But the despair forced on me by the endless weight gain creates this cycle of shame, indulgence, and guilt. I indulge in chocolate, or cookies, or pop, or fast food. It isn’t often, but each indulgence fills me with such shame and guilt that I immediately rush out for more. I seek to repair the shame of indulging in that one cookie, by masking the pain with more sugar. I beg friends and my SO to help me keep from that cycle, but it backfires on me. Knowing that someone is looking over my shoulder at my eating habits only puts me back to that headspace I was in in high school and on visits home; that desperate need to use food as rebellion. To hide that box of chocolates I ate by putting the empty container inside the cereal box in the recycling. To beg Alex who puts the chocolate on a high shelf beyond my reach for just one more piece.
The horrible irony of all this is that fact that this struggle, this desperation is completely invisible. One of my best friends was honestly shocked to find out the depth of my body image issues, having always thought I was one of the most confident people she knew. What she didn’t realize is those pictures of me that I post on Facebook are just ones among hundreds. I chose the ones where I meet my exacting standards of personal appearance in a desperate attempt to remind myself that I am attractive, that these is something appealing about me and worth loving. Something to think of when my significant other tries, at times unsuccessfully to convince me of my own sexiness and beauty. Those pictures are desperate attempts at convincing myself of my attractiveness, so that I can boost my esteem enough to begin that process of healing and acceptance that will bring me out of this pit. But every word from “well-meaning” acquaintances about the benefits of fitness to people with my “conditions”, every sideways look from people on the street, every comment from doctors, and every picture of myself that I see that is not under my control, brings those attempts and that esteem crashing back down again. Those smiles in the pictures, while sincere, mark an inner struggle and pain over once again having visible proof of what I perceive as my failure as a human being.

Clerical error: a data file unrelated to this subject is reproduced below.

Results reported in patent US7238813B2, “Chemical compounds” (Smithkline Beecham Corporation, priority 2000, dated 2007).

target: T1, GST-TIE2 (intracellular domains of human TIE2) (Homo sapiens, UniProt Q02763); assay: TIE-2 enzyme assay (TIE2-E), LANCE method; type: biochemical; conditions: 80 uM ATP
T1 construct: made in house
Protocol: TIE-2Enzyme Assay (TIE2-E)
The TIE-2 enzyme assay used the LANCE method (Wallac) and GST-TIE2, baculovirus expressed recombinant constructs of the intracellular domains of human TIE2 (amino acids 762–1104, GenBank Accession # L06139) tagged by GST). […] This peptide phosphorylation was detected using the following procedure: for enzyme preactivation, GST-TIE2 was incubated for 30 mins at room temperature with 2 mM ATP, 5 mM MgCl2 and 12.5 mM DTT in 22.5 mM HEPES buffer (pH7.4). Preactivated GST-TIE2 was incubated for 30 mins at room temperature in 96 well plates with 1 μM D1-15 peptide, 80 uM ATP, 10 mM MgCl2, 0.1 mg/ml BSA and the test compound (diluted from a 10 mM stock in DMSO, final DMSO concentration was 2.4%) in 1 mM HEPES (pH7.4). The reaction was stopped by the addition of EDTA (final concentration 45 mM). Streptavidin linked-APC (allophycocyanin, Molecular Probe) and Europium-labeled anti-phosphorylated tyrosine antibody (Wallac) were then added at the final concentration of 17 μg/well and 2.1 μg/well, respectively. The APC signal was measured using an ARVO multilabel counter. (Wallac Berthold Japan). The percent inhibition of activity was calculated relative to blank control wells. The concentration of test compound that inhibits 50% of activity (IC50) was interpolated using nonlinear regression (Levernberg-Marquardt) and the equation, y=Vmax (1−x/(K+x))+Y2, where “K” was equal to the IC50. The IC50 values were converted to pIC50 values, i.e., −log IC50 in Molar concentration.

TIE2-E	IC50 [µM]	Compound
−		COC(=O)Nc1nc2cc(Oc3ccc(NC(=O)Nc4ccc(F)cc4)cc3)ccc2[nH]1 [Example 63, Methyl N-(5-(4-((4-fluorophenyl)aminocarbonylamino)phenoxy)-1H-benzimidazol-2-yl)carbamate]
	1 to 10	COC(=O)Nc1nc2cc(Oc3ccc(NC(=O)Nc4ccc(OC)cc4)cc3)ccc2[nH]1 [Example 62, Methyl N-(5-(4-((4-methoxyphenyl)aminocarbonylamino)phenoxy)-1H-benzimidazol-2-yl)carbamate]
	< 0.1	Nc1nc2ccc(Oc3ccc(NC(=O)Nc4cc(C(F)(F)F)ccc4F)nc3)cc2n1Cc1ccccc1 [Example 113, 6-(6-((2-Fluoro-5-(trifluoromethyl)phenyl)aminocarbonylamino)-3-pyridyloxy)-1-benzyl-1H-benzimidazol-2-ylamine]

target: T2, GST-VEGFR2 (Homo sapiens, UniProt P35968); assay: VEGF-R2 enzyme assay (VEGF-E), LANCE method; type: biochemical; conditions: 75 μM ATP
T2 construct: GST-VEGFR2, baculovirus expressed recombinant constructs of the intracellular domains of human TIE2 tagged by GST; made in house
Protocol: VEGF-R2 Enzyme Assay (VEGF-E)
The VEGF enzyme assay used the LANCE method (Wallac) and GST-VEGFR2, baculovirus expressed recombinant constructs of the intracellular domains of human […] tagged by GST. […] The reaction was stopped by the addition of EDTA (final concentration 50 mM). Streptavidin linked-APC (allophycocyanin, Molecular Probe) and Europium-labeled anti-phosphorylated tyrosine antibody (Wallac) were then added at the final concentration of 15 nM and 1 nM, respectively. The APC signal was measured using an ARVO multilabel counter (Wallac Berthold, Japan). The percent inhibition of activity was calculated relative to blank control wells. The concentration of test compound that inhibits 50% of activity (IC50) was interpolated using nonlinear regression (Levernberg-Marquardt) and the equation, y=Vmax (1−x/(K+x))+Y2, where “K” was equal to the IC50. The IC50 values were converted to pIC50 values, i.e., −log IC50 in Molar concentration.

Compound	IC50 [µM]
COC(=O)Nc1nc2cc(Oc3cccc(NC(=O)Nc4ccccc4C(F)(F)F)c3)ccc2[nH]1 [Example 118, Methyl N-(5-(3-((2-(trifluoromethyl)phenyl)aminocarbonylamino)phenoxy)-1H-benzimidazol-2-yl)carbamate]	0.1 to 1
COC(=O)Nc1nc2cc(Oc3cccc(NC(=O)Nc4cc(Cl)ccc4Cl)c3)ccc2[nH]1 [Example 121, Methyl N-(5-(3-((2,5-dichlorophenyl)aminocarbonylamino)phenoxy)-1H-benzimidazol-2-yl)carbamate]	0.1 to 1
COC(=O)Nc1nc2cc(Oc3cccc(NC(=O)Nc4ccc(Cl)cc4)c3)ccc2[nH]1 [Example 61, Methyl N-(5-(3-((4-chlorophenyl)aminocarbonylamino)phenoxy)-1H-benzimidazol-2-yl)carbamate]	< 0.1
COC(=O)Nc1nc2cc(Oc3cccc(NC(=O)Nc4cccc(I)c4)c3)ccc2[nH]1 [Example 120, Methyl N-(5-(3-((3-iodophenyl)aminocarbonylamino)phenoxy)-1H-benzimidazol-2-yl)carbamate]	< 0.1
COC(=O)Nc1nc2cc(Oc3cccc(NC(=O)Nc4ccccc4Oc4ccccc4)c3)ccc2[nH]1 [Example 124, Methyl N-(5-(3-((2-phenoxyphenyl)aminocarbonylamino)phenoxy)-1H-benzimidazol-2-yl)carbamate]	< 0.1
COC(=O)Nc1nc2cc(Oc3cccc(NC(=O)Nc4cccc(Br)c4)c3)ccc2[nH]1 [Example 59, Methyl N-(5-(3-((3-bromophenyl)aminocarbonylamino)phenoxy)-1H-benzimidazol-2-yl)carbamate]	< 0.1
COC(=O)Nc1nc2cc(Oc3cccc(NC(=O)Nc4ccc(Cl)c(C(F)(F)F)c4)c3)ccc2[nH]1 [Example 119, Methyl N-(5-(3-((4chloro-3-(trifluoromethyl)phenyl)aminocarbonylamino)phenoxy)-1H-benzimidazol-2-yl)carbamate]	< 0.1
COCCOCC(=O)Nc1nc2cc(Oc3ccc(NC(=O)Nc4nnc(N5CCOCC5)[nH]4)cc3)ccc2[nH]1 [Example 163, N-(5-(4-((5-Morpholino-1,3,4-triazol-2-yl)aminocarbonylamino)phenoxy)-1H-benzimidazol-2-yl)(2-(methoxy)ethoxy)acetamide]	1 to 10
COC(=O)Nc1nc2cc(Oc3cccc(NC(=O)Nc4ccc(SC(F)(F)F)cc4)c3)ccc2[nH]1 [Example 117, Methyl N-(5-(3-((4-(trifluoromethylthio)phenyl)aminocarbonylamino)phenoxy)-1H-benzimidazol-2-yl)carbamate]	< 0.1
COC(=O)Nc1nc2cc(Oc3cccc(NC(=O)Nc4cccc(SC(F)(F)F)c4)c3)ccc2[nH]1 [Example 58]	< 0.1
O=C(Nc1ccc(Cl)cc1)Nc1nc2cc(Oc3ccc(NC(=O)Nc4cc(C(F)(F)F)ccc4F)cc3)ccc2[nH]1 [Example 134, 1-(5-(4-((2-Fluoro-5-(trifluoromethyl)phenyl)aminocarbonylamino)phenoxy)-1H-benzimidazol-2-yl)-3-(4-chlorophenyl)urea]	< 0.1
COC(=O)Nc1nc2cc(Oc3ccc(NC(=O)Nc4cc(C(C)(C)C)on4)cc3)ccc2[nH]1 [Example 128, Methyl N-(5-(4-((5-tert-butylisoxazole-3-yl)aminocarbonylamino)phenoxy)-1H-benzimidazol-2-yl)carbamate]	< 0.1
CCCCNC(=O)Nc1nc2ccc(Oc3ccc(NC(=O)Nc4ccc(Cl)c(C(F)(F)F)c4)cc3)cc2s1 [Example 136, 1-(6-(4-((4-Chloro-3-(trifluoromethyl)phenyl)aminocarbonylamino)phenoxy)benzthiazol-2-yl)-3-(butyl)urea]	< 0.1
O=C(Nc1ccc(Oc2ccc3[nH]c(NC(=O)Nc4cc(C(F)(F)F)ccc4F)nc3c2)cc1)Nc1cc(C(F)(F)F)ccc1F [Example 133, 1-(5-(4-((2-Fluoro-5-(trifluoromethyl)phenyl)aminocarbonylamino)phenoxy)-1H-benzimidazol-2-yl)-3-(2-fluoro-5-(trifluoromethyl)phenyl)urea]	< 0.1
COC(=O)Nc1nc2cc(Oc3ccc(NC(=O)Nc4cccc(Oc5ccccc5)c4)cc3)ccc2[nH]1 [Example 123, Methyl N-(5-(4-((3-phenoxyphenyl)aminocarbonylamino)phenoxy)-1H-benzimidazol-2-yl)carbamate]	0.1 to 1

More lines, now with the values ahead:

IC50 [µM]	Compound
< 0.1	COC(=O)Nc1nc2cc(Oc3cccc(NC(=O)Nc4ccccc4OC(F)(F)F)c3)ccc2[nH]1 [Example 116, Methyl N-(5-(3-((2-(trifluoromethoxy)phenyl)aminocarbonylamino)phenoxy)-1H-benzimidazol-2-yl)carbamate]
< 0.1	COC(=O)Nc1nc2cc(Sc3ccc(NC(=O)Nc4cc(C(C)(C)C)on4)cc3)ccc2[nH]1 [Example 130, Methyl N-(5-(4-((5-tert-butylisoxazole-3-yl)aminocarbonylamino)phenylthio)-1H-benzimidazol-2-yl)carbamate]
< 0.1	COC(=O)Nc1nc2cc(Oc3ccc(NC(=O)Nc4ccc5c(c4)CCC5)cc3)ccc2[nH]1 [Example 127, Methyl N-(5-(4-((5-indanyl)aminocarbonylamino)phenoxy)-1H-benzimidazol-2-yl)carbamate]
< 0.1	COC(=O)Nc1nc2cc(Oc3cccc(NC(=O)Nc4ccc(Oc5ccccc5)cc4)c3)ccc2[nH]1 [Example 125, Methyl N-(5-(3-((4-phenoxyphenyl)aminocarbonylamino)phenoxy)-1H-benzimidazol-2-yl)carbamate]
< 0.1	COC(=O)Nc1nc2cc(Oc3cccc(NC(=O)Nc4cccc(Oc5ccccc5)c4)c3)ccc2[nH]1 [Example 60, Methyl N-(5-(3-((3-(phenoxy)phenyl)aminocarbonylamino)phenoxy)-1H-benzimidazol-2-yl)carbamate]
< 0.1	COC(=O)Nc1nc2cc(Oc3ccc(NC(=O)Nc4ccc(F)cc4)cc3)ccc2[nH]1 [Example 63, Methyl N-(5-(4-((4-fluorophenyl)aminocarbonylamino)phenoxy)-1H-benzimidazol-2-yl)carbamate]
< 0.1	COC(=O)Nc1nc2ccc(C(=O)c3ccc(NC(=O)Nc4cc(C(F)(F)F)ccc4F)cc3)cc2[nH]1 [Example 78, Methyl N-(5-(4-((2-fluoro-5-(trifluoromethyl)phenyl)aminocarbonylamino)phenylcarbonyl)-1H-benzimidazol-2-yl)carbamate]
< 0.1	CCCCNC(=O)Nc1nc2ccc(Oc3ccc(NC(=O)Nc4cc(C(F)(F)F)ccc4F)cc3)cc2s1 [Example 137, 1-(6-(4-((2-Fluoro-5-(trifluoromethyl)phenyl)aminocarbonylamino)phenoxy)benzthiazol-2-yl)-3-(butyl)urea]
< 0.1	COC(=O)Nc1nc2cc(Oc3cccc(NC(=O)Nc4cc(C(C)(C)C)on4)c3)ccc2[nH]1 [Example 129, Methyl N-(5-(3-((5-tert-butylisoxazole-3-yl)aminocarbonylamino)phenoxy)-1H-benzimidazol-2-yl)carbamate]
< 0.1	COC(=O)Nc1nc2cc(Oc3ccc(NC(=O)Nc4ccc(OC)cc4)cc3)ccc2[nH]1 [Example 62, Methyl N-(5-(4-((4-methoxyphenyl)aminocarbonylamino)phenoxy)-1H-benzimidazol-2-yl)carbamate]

I will pull myself out of this. It will take time, support, understanding, and a lack of judgement. It will mean isolating myself from those who raise my anxiety and stress levels to the point of critical mass that pushes me into a spiral of guilt. And I will do so while catering to my dietary needs for Crohn’s and my restrictions for my arthritis.